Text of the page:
I had a friend who followed the above pattern. When I asked, she didn’t know, big sigh, etc. I asked the speculation question, and she came up with a great project — to go to Japan (where she’d lived) and to start a web project to replace photos people lost in the 2011 Tsunami.
Guess what? She decided to go, and it changed her life.
Take Away: As yourself the “speculation” question.
When your mind rebels and tells you you’re being silly, just breathe, and see what’s there. Something will occur to you — something with a strong pull in your body. Your heart. Listen, and then ask yourself: “What would be one step toward accomplishing this?”
I’m Being Blocked by.… “them!”
This is the “They are conspiring against me” position.
And you know what? Sometimes, they are!
We once knew a woman I called “the almost-painter.” When she was a kid, her parents hated that she wanted to be an artist they , so controlled her physically, by banning art supplies. They said, “We support the arts; we are not artists!” As an adult, she took over for them, and blocked herself.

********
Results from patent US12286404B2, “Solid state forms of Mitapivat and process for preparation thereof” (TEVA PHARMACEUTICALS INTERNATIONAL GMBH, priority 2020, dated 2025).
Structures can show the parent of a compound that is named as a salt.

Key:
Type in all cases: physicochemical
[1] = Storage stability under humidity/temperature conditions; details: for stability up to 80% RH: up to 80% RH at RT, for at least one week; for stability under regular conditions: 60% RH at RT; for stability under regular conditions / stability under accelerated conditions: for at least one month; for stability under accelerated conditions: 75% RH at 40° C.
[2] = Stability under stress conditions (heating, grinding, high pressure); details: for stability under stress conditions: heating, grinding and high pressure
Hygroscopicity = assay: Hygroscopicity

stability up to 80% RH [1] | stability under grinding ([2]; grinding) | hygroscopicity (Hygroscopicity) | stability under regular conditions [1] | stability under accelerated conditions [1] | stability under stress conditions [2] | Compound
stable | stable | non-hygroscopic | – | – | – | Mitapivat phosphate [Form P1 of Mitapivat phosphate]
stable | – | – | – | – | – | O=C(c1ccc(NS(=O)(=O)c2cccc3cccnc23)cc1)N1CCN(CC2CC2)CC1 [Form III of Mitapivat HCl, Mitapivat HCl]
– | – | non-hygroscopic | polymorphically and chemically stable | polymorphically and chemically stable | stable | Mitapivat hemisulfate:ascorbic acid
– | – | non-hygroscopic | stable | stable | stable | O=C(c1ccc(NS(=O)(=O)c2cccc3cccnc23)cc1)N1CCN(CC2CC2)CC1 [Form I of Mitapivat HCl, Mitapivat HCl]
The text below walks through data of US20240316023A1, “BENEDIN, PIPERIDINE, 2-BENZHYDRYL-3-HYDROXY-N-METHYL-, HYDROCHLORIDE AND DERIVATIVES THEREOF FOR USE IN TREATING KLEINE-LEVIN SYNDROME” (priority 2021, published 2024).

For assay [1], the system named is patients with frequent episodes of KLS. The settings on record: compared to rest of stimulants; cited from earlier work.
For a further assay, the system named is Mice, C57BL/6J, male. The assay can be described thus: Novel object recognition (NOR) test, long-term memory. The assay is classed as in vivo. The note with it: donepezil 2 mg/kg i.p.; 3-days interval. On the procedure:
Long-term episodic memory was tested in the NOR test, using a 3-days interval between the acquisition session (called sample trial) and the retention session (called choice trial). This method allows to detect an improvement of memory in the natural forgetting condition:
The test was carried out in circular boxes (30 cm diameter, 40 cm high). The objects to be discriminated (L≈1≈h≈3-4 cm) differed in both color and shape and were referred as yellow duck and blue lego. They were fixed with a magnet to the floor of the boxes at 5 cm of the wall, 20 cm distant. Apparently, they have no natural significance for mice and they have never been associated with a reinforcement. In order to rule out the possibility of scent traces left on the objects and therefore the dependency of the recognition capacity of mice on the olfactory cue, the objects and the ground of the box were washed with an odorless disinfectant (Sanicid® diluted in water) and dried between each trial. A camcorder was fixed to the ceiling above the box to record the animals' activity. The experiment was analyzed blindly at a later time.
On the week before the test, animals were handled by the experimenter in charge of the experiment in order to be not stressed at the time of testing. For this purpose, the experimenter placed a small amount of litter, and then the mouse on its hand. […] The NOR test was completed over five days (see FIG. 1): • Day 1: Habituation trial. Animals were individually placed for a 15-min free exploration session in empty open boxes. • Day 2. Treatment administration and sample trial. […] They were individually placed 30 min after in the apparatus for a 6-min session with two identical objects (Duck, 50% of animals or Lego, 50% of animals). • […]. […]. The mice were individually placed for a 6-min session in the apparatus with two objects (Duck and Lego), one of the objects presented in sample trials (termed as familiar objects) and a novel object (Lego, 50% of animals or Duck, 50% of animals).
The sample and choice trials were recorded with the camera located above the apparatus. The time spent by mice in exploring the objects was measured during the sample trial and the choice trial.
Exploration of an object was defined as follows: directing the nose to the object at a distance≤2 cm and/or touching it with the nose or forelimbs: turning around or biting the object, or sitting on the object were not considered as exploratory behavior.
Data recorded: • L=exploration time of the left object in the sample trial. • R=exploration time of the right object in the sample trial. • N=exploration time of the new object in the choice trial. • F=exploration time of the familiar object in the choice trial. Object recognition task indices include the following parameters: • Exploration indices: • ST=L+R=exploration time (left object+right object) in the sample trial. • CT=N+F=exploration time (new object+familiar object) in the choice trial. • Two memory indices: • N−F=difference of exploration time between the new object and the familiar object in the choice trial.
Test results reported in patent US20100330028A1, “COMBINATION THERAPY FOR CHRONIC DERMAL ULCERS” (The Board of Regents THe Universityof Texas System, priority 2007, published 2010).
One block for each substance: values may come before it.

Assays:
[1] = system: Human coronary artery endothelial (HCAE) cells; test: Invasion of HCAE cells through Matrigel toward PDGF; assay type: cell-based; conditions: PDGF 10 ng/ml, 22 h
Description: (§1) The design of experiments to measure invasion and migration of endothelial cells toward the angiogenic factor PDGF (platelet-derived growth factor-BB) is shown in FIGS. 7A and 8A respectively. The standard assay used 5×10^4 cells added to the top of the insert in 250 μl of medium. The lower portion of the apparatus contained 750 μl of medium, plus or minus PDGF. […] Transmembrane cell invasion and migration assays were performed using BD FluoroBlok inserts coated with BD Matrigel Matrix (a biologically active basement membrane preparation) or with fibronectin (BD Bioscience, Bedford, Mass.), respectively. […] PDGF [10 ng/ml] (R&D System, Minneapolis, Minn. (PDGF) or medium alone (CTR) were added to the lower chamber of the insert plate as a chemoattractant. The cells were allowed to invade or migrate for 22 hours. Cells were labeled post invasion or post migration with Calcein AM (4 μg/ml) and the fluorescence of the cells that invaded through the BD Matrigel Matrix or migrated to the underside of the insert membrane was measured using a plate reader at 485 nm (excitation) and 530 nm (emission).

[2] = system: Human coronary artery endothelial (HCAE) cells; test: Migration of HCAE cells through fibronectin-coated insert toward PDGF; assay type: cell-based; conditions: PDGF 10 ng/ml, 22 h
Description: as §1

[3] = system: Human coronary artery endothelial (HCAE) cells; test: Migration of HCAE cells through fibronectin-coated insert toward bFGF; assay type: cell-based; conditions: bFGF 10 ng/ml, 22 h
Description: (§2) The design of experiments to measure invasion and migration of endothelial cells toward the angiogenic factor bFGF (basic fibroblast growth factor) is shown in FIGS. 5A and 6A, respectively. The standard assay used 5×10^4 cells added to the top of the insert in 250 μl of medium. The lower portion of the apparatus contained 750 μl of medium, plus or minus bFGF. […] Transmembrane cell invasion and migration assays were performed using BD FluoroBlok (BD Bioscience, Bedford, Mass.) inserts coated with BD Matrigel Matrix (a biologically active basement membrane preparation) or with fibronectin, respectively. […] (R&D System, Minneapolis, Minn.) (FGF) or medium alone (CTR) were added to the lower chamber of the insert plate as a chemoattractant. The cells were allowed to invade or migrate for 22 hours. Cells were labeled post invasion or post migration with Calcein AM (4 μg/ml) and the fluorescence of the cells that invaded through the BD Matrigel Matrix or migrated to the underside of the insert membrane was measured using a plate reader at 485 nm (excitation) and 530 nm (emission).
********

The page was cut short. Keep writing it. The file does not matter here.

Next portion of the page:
Adults can’t be controlled (short of physical violence) by others. We can do it to ourselves, by speaking in the voice of our parents and tribes — thus stopping ourselves while blaming them.
Standing on our own two feet requires strength and persistence. We are fighting against stories that were implanted when we were especially susceptible to swallowing stuff whole.
The other thing is this: most other people don’t actually “have our best interest at heart.” Others want us to be “sort of” happy or content, but likely sub-consciously don’t want us to be happier then they are. Or more successful.
Doing so raises a big question for them: And what am I doing with MY life?
Many are so committed to their world-view that they are willing to go to extremes to try to keep you doing what they are doing — to make you behave, conform. And when you wander from their norm, they accuse you of being “Out of (their) control.”
Growing up is this: You question yourself, govern yourself, and walk your path. You choose to walk with those who walk beside you, and leave behind the critics.
Hard? It can be, but doesn’t have to be.
Take away: Ask yourself: whose opinion do I value more than my own? Let go of that! How? Turn your attention, relentlessly, to who you are and what you want to accomplish with your life.
Discover the few folk around you who are on your side — who encourage you to experiment, to play, to do new things. Listen to their comments, and go inside and see how it “resonates.”